Among other things, he perfected a procedure for removing pulmonary embolisms — clots that form in the lungs — a problem that other physicians had been unable to overcome. He slit open the pulmonary artery and branches to remove clots, then squeezed the lungs flat to force out inaccessible clots.
“He was an absolutely, stunningly, exceptional clinical surgeon,” Coselli said. “In the early days of cardiovascular surgery, before we were able to protect the heart as well as we can now, accuracy was always important. But if you could have accuracy as well as speed, you were ahead of the pack — and he certainly had both.”
Cooley and his team also made great improvements in techniques for implanting artificial aortic and mitral valves to replace diseased valves. He reported in 1967 that the death rate for the procedure had declined from 70% in 1962 to about 8% five years later.
In December of that same year, Barnard reported that he had performed a heart transplant in Cape Town, South Africa. Within the next month, two American surgeons, including Dr. Norman Shumway, unsuccessfully attempted the procedure.
On May 3, 1968, Cooley transplanted a heart into Everett Thomas, 47, whose heart valves were deteriorating. The donor was a 15-year-old girl who had committed suicide. Thomas survived for 204 days and the procedure made national headlines.
During the next year, he transplanted 22 hearts, including three over a five-day period. None led to long-term survival, however, and the procedure fell into disfavor until better immunosuppressive drugs were developed.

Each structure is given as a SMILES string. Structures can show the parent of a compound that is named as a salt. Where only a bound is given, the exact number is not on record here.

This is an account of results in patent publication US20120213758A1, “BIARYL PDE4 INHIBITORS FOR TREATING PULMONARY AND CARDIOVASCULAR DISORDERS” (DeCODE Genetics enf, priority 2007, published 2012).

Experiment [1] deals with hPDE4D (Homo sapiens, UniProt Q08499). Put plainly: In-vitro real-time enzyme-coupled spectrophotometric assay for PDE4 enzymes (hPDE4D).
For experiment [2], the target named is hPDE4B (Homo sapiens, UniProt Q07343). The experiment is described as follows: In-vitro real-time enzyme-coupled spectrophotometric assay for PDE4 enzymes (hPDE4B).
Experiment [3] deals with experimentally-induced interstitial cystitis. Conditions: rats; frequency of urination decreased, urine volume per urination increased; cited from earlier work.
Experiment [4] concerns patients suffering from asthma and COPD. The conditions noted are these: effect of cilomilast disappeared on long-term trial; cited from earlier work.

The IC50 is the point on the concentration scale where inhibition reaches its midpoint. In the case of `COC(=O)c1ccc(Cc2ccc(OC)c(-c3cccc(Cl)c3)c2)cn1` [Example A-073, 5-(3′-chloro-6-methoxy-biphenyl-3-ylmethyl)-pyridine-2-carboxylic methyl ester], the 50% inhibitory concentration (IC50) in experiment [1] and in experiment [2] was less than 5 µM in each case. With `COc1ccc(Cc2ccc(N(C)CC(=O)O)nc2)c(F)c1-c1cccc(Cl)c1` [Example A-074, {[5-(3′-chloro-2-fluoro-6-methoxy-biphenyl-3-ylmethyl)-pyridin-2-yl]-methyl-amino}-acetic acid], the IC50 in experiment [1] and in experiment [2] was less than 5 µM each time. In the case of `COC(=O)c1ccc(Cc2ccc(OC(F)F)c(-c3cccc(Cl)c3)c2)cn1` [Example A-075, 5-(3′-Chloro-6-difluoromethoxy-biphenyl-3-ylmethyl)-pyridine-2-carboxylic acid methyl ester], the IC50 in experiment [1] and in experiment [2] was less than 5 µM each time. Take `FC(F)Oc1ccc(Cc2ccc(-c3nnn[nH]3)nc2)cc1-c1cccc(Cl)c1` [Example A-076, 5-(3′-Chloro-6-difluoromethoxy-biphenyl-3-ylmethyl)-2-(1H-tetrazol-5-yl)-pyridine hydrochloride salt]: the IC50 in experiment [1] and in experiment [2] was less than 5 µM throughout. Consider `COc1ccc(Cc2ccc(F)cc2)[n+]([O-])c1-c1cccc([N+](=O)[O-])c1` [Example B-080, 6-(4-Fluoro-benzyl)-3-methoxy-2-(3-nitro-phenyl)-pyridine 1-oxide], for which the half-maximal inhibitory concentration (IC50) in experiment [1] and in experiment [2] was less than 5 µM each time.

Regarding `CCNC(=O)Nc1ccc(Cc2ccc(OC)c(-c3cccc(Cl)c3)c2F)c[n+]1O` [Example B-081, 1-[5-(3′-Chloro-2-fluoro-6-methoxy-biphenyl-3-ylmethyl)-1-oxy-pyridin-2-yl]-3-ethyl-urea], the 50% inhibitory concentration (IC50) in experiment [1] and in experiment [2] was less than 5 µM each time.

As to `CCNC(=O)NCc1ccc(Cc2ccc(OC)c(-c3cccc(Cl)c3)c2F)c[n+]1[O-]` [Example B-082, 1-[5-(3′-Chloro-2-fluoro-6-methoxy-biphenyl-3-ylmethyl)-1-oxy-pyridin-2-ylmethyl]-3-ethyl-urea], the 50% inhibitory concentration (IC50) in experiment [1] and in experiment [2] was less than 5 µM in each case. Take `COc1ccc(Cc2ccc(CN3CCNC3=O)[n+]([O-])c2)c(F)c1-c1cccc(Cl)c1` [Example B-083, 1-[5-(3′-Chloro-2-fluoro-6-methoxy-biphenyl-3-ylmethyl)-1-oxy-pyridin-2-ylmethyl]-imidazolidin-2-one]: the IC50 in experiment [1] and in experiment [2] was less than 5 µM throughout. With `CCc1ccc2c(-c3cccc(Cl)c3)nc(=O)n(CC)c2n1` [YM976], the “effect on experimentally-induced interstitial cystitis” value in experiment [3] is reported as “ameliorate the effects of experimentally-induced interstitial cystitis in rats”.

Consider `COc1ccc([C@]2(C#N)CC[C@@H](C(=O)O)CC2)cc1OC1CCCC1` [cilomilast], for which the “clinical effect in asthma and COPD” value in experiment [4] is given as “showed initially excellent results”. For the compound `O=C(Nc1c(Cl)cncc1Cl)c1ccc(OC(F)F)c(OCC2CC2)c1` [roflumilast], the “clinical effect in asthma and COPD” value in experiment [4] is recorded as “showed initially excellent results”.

His second transplant also sparked a legal controversy, when he used the heart from a brain-dead victim of a barroom brawl — although the term “brain dead” had not yet come into use. Two laborers involved in the fight were indicted for the death by a grand jury, but their lawyer argued that the actual moment of death came when surgeons removed the still-beating heart from the victim’s body. The charges were dismissed because of the confusion.
After a conference in Cape Town the following year to consider the ramifications of brain death, Cooley said, “I look upon the heart only as a pump, the servant of the brain. Once the brain is gone, the heart is unemployed. Then we must find it other employment.”
Cooley’s strained relationship with DeBakey came to a head on April 4, 1969, when, unable to obtain a donor heart for a transplant, he implanted an artificial heart into 47-year-old Haskell Karp. Karp survived for 65 hours with the device operating in his chest, but died of complications the day after a donor heart was finally transplanted.
DeBakey charged that Cooley and Dr. Domingo Liotta of Argentina, a former member of DeBakey’s staff, had used an artificial heart developed by DeBakey. He also accused Cooley of violating federal guidelines on human experimentation by implanting the device before its efficacy had been proved in animals.
Cooley insisted that he and Liotta had developed the device in his own lab using private funds and that the only authorization he needed to test it was the patient’s permission. He called the procedure “a desperate, rather drastic maneuver” to save a dying patient.
A special Baylor committee concluded that Cooley had violated both federal and university experimental guidelines and asked him to sign a pledge to submit any future human research plans for approval. Cooley claimed DeBakey was trying to block his research and resigned from Baylor, becoming surgeon-in-chief of the Texas Heart Institute.
Karp’s widow filed a $4.5-million lawsuit against Cooley and St. Luke’s, charging that her husband had been the subject of inappropriate human experimentation, but the suit was dismissed in 1972. The Supreme Court ultimately upheld the dismissal.